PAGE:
C++: calling a member function pointer

This article is about calling a member function (method) through a “function pointer”. I decided to write about it because it tricked me for a while, and I think this may be useful to others.

I will start with a small introduction and gradually get to the point. If you’re really in a hurry scroll down to the end of the article to see how it’s done!

Calling a “global” function pointer

In good old C, the following code is probably familiar to most seasoned programmers:

#include <stdio.h>

void func1( void (*func)() ) {
func();
}

void func2() {
printf("Goodbye world!n");
}

int main() {
func1(func2);
}

Now if we compile this and execute it we’ll get of course the following output:

giannis@goofy:~$ gcc fpointer.c
giannis@goofy:~$ ./a.out
Goodbye world!

The slightly strange syntax void (*func)() in func1()’s declaration, is what we call a “pointer to a function”. This one specifically declares that “func is pointer to a function with no arguments and no return value”.

Similarly, void (*func)(int) declares a pointer to a function that takes one int argument and returns no value, and int (*func)() declares a pointer to a function that takes no arguments and returns int.

Function pointers are like data pointers, except the point to executable code instead of data. It is pretty much a standard way in C to encapsulate and delegate behaviors or logic.

Now, let’s take the same scenario only this time within the scope of a C++ class. Consider this:

#include <stdio.h>

class MyClass {

private:

void func1( void (*func)() ) {
func();
}

void func2() {
printf("Goodbye world!n");
}

public:

void method() {
func1(func2);
}
};

int main() {
MyClass myObject;
myObject.method();
}

At least for me, this made sense… But what happens if we try to compile?

giannis@goofy:~$ g++ fpointer.cpp
fpointer.cpp: In member function void MyClass::method():
fpointer.cpp:19: error: no matching function for call to MyClass::func1()
fpointer.cpp:8: note: candidates are: void MyClass::func1(void (*)())

What the error message says, more or less, is that that func1() expected to be called with an argument of type void (*)(), however we tried to pass an “unresolved overloaded function type”.

Okay, that’s weird. func1() expects an argument of type void (*)(), and func2 was exactly of that type, right?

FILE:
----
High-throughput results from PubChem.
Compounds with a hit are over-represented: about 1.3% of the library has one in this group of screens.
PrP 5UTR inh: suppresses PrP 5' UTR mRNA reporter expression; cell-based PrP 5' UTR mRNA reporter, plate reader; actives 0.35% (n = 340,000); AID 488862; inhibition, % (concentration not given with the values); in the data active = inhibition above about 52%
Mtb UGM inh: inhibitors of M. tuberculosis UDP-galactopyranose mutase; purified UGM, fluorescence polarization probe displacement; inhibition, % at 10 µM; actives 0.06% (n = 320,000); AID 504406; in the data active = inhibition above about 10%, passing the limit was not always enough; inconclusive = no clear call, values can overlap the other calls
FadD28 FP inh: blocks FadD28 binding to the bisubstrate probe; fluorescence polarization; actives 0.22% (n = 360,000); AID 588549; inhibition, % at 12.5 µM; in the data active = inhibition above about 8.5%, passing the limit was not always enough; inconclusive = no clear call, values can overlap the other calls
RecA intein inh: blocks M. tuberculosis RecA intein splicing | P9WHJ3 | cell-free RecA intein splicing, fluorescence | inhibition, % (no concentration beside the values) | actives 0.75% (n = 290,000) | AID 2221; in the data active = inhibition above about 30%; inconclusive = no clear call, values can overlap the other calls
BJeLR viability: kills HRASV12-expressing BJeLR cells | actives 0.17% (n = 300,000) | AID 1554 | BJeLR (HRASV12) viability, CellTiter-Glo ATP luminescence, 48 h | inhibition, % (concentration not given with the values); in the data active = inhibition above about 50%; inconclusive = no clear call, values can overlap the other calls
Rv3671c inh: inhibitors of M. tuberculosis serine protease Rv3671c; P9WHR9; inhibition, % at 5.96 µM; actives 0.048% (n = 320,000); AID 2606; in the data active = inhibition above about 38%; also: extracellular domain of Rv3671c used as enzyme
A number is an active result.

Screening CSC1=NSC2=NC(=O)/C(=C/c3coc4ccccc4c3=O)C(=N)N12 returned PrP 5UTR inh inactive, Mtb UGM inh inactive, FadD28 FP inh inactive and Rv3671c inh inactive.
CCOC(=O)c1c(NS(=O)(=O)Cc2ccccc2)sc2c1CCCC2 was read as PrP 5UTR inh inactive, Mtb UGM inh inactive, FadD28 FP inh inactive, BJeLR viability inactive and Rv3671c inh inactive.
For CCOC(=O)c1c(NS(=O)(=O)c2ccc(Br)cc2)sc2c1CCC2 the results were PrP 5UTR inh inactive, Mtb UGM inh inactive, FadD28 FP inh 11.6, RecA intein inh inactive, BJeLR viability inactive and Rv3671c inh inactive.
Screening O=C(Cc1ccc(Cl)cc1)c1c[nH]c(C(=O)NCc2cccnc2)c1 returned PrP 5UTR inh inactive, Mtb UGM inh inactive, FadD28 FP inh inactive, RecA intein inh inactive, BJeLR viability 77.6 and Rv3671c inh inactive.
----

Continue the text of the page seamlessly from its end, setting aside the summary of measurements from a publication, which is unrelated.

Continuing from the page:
Well, not exactly. func2 is actually a MyClass::void (*)(), that is, it belongs to the MyClass namespace. On the other hand, func1() was expecting a void (*)(), which is a pointer to a function in the global scope/namespace (a “stray” function).

To fix this, we need to need to slightly modify the code in several few places.

First of all, the declaration of func1(). As we said the function will be called with an argument of type MyClass::void (*)(). Therefore it has to be altered accordingly:

void func1( void (MyClass::*func)() ) {
func();
}

Furthermore we need to change the way the function pointer is dereferenced inside func1(). It is not enough to just call func(). Remember that all the compiler knows is the address of a method, which remains the same for all instances of a class. When dereferencing a member function pointer, we also need to provide the object for whom the method is being called, in that case this holds a reference to this object, which is the one we aimed for. Thus, the func1()’s code becomes now:

void func1( void (MyClass::*func)() ) {
(*this.*func)();
}

The (*this.*func)(); statement just instructs the compiler to call the code of MyClass pointed by func, for this object.

And we’re almost done, we need to make one final small change, in the code that passes the member function pointer, so it makes clear that func2 is a method of MyClass and not a “stray” global function:

void method() {
func1(&MyClass::func2);
}

Now it should compile and work as expected:

giannis@goofy:~$ g++ fpointer.cpp
giannis@goofy:~$ ./a.out
Goodbye world!

Let’s put it all together:

#include <stdio.h>

class MyClass {

private:

void func1( void (MyClass::*func)() ) {
(*this.*func)();
}

void func2() {
printf("Goodbye world!n");
}

public:

void method() {
func1(&MyClass::func2);
}
};

int main() {
MyClass myObject;
myObject.method();
}

I hope this helped :-)

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4 Responses to C++: calling a member function pointer

  1. Steve says:

    Wow! This saved me! What a convoluted way of getting it to work. I still don’t understand it but I used it and it worked like a charm. I will study this syntax more closely and try to understand why it works. Thank you so much!

  2. Steve Duff says:

    Excellent! Thanks much for this: it’s as clear an explanation as is possible, and it saved me a ton of experimentation.

    The short story is really basic semantics: the first (“obvious”) way couldn’t ever be accepted by the compiler simply because a class function expects to have a class context to work in; a “this”. The rest pretty much flows from that.

    I would say the error message could be a little less obtuse IMO. Something more like “class function expected” instead of “unresolved overloaded function type”.

  3. Anna says:

    Best explanation possible. I was forgetting the & and all of today I was struggling with this. If only I’d found your article sooner! Now it all makes sense!

  4. Niccola says:

    Fantastic explanation. I was struggling with this for hours. Thank you so much for your time to write down this example!!!

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